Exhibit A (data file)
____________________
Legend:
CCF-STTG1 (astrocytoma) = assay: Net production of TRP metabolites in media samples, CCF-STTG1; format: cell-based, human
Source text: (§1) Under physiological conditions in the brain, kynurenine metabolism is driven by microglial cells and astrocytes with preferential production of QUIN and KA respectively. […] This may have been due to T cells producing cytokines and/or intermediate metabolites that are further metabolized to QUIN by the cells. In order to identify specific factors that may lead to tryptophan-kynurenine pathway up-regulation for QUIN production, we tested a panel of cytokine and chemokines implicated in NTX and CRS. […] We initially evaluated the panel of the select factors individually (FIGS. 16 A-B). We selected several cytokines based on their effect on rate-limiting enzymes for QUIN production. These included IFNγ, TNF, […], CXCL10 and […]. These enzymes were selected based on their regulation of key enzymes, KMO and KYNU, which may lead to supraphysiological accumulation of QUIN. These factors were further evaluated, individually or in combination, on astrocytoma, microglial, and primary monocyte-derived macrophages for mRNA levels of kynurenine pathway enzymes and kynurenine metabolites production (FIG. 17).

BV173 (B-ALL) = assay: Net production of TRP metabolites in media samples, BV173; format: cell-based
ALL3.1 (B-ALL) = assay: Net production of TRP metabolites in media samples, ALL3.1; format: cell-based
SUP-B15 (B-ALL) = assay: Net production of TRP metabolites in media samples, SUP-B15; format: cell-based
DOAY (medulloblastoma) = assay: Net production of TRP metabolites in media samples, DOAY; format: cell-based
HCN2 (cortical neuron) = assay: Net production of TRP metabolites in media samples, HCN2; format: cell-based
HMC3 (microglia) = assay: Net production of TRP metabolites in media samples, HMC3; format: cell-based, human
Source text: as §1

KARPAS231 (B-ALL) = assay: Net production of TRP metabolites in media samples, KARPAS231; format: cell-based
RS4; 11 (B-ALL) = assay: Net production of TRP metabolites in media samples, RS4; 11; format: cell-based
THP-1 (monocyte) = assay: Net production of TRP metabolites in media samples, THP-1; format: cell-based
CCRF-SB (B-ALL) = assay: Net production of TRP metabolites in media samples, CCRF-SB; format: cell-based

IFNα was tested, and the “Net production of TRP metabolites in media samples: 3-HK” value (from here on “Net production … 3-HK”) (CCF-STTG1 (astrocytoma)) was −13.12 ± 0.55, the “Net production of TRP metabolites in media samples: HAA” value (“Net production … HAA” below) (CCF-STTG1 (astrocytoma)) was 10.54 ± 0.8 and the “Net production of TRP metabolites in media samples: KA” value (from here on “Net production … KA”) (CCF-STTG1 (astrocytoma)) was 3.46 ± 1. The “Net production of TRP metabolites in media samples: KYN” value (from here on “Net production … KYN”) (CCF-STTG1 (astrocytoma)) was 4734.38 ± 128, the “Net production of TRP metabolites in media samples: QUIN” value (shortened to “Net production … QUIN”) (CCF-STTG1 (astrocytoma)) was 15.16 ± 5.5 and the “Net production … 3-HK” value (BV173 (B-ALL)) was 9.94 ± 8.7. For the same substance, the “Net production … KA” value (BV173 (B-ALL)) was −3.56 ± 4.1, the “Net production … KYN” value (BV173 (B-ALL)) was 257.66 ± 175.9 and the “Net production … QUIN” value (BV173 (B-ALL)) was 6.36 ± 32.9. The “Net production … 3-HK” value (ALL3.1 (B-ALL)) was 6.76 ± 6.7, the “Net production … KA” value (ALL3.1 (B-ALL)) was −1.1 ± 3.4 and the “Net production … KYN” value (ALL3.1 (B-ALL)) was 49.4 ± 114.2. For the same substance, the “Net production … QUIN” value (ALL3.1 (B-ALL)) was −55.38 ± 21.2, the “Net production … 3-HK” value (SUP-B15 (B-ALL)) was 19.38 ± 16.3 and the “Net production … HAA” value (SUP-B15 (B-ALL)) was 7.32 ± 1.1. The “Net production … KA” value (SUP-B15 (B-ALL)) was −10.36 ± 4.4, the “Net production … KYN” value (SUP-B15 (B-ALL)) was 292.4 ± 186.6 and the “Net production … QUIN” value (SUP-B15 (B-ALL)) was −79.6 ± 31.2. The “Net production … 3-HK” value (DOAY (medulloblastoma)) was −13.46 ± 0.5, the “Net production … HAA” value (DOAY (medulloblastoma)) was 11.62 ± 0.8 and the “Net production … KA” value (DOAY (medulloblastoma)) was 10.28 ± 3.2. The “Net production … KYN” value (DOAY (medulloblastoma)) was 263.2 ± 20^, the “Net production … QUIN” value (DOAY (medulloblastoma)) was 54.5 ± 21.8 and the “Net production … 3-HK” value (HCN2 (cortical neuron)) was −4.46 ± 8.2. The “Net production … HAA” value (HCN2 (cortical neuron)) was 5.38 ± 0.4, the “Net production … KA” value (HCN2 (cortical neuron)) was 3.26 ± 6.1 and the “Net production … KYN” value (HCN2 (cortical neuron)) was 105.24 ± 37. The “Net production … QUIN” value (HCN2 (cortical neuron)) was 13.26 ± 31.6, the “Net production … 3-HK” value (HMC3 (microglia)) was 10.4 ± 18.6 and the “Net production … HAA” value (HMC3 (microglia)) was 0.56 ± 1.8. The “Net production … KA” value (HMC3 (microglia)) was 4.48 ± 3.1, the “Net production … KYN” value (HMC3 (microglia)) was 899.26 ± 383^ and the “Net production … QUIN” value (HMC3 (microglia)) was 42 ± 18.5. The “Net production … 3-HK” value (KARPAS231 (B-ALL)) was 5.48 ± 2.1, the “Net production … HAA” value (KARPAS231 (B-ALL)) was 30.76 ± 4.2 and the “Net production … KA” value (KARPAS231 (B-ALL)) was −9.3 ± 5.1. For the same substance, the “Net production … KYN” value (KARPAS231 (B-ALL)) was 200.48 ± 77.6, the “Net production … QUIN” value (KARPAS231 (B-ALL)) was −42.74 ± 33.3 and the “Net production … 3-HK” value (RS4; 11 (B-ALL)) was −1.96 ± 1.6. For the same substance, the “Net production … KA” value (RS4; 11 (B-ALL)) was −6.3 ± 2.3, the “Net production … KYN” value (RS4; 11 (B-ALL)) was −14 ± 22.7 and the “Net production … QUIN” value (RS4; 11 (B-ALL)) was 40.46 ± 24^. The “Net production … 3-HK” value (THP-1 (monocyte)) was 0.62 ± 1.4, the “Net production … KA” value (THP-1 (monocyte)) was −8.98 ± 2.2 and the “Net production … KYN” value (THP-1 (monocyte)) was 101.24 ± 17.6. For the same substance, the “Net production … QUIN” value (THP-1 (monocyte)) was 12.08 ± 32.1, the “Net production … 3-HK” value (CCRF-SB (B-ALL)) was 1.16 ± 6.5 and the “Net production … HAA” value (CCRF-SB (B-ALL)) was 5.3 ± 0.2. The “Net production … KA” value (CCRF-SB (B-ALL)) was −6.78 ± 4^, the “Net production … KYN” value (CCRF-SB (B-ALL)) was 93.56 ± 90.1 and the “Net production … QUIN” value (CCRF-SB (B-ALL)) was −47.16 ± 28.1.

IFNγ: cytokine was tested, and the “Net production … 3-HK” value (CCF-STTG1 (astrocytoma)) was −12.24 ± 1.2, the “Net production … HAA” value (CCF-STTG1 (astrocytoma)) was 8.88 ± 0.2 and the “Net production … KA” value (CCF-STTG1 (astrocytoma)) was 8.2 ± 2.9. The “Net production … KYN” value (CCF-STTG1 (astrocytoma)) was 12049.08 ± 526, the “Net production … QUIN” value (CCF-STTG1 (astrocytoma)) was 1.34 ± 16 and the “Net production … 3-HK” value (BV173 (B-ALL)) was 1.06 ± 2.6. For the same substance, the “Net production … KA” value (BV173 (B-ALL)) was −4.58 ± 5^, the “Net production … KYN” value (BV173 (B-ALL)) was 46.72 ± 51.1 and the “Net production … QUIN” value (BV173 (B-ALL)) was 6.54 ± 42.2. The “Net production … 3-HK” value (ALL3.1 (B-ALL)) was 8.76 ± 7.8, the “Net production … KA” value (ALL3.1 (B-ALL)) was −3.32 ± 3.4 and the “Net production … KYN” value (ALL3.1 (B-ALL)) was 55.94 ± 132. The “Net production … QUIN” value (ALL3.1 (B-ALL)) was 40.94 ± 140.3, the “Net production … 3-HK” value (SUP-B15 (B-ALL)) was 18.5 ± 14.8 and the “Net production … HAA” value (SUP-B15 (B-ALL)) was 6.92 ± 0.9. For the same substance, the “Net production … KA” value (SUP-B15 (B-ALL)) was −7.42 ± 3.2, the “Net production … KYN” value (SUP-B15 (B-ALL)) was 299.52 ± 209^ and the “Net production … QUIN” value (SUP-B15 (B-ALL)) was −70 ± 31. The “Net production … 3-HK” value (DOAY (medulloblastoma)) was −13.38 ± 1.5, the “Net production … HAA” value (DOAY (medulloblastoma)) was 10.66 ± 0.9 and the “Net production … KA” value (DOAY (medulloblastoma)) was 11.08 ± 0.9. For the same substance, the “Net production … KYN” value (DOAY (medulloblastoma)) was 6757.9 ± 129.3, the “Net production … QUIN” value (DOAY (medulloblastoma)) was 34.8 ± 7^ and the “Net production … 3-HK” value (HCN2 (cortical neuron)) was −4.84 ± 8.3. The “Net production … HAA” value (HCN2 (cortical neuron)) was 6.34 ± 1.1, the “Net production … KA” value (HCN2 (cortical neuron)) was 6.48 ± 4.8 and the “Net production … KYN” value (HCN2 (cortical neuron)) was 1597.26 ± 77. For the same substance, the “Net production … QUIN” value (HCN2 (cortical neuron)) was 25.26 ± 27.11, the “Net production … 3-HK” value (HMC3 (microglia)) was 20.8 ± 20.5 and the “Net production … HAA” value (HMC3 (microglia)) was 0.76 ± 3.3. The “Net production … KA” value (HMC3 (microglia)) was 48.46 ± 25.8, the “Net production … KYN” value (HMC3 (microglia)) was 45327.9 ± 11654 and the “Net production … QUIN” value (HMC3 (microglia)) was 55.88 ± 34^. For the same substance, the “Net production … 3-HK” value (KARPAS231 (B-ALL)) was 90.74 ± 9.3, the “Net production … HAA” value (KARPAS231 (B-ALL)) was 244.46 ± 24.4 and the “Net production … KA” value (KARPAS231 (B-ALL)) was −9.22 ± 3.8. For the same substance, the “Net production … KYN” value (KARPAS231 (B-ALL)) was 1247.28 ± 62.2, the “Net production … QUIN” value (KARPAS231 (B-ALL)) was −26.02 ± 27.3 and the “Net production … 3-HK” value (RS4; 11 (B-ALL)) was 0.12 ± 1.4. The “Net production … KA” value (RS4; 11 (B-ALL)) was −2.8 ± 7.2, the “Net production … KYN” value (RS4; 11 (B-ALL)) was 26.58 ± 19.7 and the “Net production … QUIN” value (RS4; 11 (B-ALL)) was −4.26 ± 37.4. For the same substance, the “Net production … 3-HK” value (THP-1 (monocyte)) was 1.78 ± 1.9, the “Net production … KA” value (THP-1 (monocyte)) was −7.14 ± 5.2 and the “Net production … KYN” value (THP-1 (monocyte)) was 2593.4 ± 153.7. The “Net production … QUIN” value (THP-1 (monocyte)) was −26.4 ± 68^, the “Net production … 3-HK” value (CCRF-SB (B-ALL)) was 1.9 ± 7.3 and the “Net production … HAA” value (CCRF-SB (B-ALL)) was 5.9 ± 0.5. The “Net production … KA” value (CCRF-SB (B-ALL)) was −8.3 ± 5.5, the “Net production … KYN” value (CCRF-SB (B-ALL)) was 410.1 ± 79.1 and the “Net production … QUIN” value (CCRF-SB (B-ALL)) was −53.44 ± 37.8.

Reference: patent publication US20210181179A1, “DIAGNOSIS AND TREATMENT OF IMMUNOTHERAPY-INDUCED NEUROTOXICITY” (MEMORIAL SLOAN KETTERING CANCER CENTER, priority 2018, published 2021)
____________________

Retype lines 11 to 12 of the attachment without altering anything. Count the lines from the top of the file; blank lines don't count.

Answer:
KARPAS231 (B-ALL) = assay: Net production of TRP metabolites in media samples, KARPAS231; format: cell-based
RS4; 11 (B-ALL) = assay: Net production of TRP metabolites in media samples, RS4; 11; format: cell-based